Marie was, as her words, “the money-holder.” She was excited to take the money from the buyer. This is also a learning opportunity for her about money! So we missed an hour and a half of the selling activity but I’m still thankful that I sold a few copies! Two of my previous coworkers came and bought and the other three were from strangers who said they would read my book. There’s only a small fee ($5) to be there. The coordinator explained that the fee covers the payment for using the parking lot and they donate the leftover money to a couple organization in Fremont.

We left before 11 a.m. because it was getting hot and only very few people were coming. The girls asked if we could have some donuts and then go the Dollar General store to look for “something” since they have their own money. We ended up buying donuts and each girl found a Troll toy and a little tiny doll (I know this should really stop!). Then we went to Hy-Vee to use my coupon to buy a couple dozen of eggs and rolls of hamburger. Now our stock is good and grocery expenses by next week should be low.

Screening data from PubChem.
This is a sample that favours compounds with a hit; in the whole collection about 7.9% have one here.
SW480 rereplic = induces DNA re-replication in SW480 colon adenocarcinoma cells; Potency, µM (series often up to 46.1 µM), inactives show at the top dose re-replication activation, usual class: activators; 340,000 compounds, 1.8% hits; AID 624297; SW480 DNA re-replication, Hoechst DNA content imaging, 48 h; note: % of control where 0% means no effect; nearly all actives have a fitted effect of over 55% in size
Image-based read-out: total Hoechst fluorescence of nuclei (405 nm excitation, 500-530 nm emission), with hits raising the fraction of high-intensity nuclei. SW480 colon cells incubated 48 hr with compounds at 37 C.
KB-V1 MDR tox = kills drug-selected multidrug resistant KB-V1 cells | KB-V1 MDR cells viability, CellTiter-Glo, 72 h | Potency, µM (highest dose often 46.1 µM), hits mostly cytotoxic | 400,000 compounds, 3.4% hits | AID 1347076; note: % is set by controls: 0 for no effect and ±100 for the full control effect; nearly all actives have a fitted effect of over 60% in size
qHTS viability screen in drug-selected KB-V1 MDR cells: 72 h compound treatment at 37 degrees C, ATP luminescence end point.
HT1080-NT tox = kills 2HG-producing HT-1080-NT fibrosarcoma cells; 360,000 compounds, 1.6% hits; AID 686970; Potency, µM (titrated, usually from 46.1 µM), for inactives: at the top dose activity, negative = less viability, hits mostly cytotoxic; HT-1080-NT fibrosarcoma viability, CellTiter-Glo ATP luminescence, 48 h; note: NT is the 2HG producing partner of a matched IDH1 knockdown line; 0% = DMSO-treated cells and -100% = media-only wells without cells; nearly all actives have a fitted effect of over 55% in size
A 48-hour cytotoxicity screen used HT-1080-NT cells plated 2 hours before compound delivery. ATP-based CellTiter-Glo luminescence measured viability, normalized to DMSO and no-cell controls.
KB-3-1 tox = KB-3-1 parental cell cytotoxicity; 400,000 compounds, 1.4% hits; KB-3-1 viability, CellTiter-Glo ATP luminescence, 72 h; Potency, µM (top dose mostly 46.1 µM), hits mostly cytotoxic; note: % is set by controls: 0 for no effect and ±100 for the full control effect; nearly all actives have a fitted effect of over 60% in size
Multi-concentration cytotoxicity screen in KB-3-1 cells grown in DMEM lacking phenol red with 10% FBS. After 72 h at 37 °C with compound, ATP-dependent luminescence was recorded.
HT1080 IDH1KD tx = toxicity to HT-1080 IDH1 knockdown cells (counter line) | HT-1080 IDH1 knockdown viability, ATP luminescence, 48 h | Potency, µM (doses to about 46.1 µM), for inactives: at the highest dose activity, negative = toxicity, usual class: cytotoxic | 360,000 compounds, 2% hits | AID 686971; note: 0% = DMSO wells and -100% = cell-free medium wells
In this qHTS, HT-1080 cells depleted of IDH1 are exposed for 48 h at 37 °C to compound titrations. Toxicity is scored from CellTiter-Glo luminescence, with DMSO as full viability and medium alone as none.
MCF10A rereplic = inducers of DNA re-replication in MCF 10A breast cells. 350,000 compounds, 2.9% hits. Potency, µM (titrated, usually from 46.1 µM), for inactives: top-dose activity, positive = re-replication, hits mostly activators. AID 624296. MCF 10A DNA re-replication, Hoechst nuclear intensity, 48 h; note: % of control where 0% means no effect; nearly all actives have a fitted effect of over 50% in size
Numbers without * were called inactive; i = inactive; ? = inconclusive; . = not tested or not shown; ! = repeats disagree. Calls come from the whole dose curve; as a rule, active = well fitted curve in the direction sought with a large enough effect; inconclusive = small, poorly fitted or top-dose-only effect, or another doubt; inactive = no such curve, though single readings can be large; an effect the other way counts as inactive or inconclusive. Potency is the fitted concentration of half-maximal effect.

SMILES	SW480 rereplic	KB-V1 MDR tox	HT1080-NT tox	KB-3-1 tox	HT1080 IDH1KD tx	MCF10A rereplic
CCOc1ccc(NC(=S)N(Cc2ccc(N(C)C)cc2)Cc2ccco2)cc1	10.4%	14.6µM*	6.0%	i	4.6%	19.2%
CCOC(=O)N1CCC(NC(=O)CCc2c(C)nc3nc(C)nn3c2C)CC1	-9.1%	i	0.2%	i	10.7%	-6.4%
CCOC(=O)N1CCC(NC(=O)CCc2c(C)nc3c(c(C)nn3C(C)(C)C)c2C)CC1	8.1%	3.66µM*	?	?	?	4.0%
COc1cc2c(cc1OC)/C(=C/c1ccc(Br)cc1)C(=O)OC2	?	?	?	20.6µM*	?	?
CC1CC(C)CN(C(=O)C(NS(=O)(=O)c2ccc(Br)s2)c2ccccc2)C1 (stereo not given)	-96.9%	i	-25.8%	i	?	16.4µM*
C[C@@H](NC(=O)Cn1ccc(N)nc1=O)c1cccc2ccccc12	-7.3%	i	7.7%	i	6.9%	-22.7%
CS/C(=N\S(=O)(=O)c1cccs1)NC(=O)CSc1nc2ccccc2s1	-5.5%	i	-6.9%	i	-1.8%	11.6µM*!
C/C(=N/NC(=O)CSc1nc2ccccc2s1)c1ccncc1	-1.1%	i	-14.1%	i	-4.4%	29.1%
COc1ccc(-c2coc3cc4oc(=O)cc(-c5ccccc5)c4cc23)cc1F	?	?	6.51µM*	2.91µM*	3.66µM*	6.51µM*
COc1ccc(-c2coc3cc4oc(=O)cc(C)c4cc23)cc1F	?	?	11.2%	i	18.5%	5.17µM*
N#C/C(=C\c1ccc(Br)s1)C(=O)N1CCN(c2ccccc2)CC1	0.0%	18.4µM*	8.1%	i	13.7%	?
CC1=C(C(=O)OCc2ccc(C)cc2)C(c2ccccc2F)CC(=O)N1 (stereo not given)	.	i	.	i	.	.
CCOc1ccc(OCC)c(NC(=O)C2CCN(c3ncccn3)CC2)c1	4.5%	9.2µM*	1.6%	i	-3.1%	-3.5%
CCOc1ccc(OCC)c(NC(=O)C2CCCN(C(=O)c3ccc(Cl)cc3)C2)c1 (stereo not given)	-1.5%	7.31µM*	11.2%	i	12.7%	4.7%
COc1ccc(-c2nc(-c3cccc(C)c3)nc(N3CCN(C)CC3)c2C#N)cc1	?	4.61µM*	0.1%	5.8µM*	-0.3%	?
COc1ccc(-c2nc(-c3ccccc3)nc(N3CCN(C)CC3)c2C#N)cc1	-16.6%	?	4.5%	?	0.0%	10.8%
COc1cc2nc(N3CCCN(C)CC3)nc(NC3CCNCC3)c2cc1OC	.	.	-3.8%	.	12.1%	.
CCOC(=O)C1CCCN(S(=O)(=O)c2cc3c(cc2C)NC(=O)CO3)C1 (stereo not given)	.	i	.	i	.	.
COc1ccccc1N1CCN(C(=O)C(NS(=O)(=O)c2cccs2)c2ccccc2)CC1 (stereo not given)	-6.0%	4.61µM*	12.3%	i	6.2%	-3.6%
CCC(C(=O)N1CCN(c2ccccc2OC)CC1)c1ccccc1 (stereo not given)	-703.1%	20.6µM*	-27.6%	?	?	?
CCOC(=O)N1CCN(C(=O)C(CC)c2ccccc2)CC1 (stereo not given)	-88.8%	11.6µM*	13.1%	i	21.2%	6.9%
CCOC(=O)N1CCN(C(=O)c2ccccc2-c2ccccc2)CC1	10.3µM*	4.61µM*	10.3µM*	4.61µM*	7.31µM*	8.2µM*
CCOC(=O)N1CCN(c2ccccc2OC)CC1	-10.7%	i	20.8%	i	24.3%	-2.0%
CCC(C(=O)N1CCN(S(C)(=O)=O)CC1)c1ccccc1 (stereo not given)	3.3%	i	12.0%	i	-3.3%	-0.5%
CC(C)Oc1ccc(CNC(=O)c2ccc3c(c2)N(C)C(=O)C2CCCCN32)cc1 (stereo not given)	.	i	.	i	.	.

Anyway, I’d love joining the Farmer’s Market but this will be on and off for us. It will depend on my schedule if my Saturday is busy or not like for example, this coming Saturday is the Nebraska Book Festival. Although I don’t have to leave home before noon and I could still do this but next weekend is also John C. Fremont Day. They said very few people come to the Farmer’s Market because most of them prefer going to the John C. Fremont Day because it’s a huge event. Next weekend our schedule is looking good and we might be there for the second time!

Happy Monday, my dear readers!

Gladys Starkey

A year later after I quit my custodial job

During our Philippine vacation last year. @ Calaguas Island. Vinzons, Camarines Norte